October 2005: Petrified Forest National Park

 

northwest Arizona
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THE PARK: 
The mineralized remains of an ancient Mesozoic Forest were tens of millions of years in the making but the nation's largest field ofpetrified wood wasn't formally described until 1851. The Atlantic and Pacific Railroad built through this area in the 1880s bringing profiteers to the forest. They carried off petrified wood specimens and dynamited the largest logs in
search of quartz and purple amethyst crystals. In 1895 the state of Arizona began petitioning for federal protection and on December 8, 1906 Theodore Roosevelt designated the petrified forest as America's second national monument. In 1962, with the addition of the scenic landscape of the Painted Desert, the Petrified Forest became America's thirty-first national park.

WALKS:
Pets are banned from the 93,533 acres of backcountry and the popular Painted Desert Rim Trail near the Visitor Center but there is ample opportunity to experience the petrified forest with your dog. Three paved loops - all less than a mile long - lead into the barren desert amidst remains of the petrified forest. Although short and easy to hike, these interpretive trails are completely without shade so have a supply of water ready on hot days.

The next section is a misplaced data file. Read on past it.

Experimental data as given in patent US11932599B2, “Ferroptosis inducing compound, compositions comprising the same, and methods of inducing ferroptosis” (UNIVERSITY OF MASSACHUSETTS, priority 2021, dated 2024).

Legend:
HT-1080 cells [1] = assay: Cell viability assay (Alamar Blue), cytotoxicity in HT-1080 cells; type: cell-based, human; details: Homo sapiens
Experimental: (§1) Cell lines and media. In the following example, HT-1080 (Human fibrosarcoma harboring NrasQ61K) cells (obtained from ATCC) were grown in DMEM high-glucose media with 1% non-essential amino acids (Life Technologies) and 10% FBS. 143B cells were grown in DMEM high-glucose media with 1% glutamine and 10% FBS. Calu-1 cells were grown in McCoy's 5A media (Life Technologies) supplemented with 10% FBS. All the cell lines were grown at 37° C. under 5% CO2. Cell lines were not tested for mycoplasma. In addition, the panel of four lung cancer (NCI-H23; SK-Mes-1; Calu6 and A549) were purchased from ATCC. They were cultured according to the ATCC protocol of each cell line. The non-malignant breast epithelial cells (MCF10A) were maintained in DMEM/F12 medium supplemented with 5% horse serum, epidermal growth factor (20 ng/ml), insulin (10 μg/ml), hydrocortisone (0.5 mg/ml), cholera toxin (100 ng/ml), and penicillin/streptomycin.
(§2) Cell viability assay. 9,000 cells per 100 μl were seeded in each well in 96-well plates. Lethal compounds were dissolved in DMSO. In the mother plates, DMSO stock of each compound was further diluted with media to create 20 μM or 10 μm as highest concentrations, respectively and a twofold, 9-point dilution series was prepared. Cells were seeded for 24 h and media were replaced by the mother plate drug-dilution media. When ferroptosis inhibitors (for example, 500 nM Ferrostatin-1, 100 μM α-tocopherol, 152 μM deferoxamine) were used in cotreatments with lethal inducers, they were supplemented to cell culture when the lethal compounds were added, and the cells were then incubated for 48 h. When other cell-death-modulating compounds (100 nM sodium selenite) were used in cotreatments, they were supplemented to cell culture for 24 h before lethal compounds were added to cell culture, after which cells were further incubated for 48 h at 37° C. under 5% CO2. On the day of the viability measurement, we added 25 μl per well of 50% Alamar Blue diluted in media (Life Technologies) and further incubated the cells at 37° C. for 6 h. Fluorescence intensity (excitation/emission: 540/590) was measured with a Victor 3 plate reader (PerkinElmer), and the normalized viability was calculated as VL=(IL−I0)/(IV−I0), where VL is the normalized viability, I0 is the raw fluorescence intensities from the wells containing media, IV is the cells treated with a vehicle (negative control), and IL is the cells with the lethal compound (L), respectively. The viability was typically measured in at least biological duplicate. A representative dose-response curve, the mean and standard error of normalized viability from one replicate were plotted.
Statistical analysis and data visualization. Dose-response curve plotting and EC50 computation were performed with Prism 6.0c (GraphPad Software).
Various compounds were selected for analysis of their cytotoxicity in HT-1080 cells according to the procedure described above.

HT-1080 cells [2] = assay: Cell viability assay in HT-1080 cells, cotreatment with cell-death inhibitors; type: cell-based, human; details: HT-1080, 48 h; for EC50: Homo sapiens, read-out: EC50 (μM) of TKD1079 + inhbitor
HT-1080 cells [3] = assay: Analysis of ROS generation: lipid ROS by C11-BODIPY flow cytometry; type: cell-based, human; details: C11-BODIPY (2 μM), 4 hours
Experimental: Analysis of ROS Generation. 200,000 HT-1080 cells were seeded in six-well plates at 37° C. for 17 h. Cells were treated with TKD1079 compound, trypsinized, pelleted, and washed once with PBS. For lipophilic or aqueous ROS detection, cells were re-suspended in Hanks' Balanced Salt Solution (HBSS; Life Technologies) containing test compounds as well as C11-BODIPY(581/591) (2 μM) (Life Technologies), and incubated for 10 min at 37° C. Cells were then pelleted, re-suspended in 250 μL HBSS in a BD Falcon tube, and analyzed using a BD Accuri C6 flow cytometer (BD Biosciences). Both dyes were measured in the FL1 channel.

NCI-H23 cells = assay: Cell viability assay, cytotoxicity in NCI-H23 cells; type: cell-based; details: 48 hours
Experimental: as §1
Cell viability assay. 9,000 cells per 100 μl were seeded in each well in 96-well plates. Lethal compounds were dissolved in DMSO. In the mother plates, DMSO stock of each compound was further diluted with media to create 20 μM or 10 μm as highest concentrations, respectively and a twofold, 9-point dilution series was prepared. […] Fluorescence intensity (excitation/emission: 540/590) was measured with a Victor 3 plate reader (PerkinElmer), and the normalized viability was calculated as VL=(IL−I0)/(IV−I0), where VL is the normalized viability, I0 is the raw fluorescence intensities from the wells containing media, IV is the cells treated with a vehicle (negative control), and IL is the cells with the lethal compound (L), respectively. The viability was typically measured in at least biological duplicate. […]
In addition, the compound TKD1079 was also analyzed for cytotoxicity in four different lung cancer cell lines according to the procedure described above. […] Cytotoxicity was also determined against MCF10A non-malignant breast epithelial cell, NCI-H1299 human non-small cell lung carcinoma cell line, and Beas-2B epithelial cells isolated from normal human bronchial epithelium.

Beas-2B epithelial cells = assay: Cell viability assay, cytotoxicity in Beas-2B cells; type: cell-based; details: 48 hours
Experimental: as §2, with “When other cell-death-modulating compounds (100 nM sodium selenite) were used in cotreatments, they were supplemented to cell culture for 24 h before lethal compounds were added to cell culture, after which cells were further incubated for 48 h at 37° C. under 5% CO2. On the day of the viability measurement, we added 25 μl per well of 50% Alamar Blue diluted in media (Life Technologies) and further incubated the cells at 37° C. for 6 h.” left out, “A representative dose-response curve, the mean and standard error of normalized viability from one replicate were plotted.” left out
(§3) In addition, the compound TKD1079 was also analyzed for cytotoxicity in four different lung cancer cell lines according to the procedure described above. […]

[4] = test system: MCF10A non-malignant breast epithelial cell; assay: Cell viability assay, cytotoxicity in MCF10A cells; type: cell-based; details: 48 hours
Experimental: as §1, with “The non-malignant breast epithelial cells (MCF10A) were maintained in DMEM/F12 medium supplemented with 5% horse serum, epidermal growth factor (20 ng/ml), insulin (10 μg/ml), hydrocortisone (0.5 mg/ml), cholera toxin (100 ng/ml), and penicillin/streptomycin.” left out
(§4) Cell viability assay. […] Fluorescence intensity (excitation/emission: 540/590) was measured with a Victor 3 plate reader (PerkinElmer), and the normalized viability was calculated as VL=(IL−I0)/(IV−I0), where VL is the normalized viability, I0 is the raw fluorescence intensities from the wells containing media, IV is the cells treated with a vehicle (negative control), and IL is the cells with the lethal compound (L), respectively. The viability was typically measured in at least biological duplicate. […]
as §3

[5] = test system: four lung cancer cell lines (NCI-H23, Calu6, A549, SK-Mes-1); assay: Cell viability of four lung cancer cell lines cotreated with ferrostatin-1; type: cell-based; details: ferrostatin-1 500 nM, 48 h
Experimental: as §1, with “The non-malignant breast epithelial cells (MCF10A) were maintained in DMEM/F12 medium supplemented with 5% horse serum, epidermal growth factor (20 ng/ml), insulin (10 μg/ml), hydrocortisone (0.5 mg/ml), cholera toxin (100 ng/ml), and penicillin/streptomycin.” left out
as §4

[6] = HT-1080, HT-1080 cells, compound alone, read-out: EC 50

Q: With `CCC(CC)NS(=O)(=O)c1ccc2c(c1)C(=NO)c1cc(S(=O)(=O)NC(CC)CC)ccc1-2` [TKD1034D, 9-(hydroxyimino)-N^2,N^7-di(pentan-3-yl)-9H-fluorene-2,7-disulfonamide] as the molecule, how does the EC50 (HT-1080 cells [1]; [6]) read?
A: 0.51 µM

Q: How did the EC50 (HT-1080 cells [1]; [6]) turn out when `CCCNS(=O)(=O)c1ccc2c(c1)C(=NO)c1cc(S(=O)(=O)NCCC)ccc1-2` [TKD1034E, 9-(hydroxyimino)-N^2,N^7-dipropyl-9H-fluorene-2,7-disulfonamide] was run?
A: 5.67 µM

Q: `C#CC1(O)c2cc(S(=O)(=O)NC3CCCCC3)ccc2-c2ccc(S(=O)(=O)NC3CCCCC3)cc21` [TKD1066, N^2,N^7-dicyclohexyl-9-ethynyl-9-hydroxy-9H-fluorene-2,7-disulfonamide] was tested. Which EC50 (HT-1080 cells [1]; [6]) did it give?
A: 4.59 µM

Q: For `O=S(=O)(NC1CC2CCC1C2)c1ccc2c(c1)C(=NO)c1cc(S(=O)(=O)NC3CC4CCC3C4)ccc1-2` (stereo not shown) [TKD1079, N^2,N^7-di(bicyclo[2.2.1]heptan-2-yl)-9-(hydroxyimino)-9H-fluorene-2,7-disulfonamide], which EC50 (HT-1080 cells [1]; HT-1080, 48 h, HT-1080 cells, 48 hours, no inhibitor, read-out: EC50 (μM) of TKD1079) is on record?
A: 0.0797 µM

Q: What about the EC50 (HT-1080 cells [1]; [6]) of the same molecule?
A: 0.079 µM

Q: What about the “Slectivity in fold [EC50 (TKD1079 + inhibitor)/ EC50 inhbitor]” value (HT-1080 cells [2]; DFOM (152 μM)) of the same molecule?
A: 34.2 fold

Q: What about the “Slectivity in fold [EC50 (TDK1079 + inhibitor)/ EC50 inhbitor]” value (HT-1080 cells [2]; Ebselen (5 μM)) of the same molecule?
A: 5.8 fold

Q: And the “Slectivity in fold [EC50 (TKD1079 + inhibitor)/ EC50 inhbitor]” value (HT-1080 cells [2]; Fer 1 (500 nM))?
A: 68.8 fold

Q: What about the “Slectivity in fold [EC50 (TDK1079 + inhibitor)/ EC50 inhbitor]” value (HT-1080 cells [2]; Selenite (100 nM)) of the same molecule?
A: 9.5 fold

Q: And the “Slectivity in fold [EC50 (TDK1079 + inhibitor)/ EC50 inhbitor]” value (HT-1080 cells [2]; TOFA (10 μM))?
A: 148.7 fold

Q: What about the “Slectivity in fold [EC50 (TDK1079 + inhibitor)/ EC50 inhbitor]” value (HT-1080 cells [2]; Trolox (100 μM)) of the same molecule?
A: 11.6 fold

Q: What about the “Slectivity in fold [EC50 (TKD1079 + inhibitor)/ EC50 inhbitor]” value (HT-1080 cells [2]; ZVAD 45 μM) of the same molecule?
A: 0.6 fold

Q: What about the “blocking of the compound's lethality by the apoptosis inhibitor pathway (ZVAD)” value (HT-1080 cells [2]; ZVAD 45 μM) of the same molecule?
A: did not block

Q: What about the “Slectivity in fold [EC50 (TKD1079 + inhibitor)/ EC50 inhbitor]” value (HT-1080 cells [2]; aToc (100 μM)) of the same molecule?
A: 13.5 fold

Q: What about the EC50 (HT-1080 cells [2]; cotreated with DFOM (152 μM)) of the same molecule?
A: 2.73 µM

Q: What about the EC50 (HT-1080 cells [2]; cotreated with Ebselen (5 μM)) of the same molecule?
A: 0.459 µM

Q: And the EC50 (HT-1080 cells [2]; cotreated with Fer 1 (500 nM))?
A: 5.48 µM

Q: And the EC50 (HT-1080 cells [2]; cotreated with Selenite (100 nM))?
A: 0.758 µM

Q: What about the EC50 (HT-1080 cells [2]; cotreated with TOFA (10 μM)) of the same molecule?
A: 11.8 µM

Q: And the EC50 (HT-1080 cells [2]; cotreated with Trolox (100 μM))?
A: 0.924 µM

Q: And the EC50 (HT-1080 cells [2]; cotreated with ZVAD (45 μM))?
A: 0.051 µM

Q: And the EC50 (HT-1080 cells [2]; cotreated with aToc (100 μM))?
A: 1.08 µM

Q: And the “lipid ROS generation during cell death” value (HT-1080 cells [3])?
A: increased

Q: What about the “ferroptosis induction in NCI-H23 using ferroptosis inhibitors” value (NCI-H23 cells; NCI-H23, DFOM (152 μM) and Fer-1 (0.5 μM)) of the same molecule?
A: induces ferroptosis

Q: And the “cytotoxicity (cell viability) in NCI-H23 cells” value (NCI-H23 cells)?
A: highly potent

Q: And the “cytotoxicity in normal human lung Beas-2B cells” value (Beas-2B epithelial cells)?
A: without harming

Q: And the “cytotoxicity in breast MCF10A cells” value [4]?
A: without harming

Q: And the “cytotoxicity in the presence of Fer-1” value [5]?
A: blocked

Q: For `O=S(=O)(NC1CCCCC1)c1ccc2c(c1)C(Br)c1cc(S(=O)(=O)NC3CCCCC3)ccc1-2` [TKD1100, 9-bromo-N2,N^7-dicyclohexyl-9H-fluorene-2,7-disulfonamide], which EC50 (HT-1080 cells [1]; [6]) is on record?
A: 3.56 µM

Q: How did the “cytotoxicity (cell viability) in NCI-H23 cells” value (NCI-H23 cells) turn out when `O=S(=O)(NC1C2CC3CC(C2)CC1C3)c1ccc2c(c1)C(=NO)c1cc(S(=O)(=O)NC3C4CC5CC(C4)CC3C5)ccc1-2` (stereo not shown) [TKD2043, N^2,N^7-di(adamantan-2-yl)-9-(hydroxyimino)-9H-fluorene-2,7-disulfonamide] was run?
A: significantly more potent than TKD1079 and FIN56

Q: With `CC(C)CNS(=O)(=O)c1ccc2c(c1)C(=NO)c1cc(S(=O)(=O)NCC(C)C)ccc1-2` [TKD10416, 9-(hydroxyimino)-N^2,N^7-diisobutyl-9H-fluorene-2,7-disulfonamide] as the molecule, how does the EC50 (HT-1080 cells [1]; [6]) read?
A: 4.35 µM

The Crystal Forest Trail meanders through the remains of obliterated petrified logs, leaving you to only imagine what these crystalized trees once looked like before the pillaging that led to the creation of the Petrified Forest National Monument. Some of those prehistoric trees can be seen on the Long Logs path. Extinct conifers form the largest concentration of petrified wood left in the park.

The Agate House Trail leads up a slight rise to a reconstructed Anasazi Indian Pueblo built entirely of colorful petrified wood sealed with mud. Also available to canine hikers is the one-mile Blue Mesa Trail. A sharp drop in the path leads to an ampitheater surrounded by banded badlands of bluish clay called bentontite. Rainwater is the brush that creates streaky patterns in the porous hills.

BONUS:
Take your dog to the nearby Four Corners to place a paw in four states at the same time.

DIRECTIONS TO Gunpowder Falls State Park:
- Just southwest of the Four Corners, the park curves between I-40 to the north and Route 180 to the south.